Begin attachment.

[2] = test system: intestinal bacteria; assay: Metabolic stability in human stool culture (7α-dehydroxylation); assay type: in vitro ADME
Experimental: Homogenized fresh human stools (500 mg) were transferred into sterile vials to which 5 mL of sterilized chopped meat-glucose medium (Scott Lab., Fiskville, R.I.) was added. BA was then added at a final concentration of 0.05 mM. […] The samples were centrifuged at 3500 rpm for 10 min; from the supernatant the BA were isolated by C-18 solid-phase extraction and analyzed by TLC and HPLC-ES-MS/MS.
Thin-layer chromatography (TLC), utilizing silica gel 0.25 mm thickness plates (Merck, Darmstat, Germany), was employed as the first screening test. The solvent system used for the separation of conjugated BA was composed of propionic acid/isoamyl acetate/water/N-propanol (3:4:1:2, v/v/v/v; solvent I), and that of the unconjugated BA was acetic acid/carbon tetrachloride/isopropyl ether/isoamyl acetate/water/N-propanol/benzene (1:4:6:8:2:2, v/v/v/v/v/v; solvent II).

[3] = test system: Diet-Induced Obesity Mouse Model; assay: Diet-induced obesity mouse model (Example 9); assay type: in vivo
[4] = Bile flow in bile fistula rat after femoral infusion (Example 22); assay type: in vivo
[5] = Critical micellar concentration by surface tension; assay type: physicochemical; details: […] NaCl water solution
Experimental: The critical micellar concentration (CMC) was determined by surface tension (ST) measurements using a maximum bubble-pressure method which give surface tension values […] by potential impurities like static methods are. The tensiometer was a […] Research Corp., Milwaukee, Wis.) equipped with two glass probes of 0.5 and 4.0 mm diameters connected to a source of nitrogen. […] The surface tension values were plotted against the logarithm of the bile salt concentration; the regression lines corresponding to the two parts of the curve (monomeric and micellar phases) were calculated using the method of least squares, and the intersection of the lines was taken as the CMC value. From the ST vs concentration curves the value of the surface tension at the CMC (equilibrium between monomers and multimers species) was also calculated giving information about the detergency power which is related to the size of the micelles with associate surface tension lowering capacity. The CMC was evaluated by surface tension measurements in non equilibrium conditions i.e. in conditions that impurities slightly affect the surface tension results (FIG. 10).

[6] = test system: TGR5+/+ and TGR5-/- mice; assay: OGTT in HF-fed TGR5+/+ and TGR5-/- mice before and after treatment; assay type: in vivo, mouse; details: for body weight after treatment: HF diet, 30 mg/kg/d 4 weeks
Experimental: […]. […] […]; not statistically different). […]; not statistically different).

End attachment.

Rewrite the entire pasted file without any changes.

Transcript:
[2] = test system: intestinal bacteria; assay: Metabolic stability in human stool culture (7α-dehydroxylation); assay type: in vitro ADME
Experimental: Homogenized fresh human stools (500 mg) were transferred into sterile vials to which 5 mL of sterilized chopped meat-glucose medium (Scott Lab., Fiskville, R.I.) was added. BA was then added at a final concentration of 0.05 mM. […] The samples were centrifuged at 3500 rpm for 10 min; from the supernatant the BA were isolated by C-18 solid-phase extraction and analyzed by TLC and HPLC-ES-MS/MS.
Thin-layer chromatography (TLC), utilizing silica gel 0.25 mm thickness plates (Merck, Darmstat, Germany), was employed as the first screening test. The solvent system used for the separation of conjugated BA was composed of propionic acid/isoamyl acetate/water/N-propanol (3:4:1:2, v/v/v/v; solvent I), and that of the unconjugated BA was acetic acid/carbon tetrachloride/isopropyl ether/isoamyl acetate/water/N-propanol/benzene (1:4:6:8:2:2, v/v/v/v/v/v; solvent II).

[3] = test system: Diet-Induced Obesity Mouse Model; assay: Diet-induced obesity mouse model (Example 9); assay type: in vivo
[4] = Bile flow in bile fistula rat after femoral infusion (Example 22); assay type: in vivo
[5] = Critical micellar concentration by surface tension; assay type: physicochemical; details: […] NaCl water solution
Experimental: The critical micellar concentration (CMC) was determined by surface tension (ST) measurements using a maximum bubble-pressure method which give surface tension values […] by potential impurities like static methods are. The tensiometer was a […] Research Corp., Milwaukee, Wis.) equipped with two glass probes of 0.5 and 4.0 mm diameters connected to a source of nitrogen. […] The surface tension values were plotted against the logarithm of the bile salt concentration; the regression lines corresponding to the two parts of the curve (monomeric and micellar phases) were calculated using the method of least squares, and the intersection of the lines was taken as the CMC value. From the ST vs concentration curves the value of the surface tension at the CMC (equilibrium between monomers and multimers species) was also calculated giving information about the detergency power which is related to the size of the micelles with associate surface tension lowering capacity. The CMC was evaluated by surface tension measurements in non equilibrium conditions i.e. in conditions that impurities slightly affect the surface tension results (FIG. 10).

[6] = test system: TGR5+/+ and TGR5-/- mice; assay: OGTT in HF-fed TGR5+/+ and TGR5-/- mice before and after treatment; assay type: in vivo, mouse; details: for body weight after treatment: HF diet, 30 mg/kg/d 4 weeks
Experimental: […]. […] […]; not statistically different). […]; not statistically different).